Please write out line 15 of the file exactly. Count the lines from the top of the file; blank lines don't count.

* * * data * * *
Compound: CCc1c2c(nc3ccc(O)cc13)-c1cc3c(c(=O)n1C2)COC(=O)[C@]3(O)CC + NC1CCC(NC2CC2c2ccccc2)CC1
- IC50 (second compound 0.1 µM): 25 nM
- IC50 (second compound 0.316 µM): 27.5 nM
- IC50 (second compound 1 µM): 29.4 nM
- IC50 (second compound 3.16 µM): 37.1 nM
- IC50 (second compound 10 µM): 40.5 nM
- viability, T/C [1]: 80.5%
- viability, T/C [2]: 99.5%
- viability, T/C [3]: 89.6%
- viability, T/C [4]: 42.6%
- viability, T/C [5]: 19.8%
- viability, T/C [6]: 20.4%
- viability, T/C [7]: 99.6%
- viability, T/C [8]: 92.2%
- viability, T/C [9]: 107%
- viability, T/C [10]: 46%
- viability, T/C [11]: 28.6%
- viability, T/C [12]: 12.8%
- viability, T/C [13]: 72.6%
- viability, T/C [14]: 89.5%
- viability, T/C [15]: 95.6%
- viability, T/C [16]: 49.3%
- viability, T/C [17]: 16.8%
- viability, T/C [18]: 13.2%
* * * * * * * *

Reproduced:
- viability, T/C [9]: 107%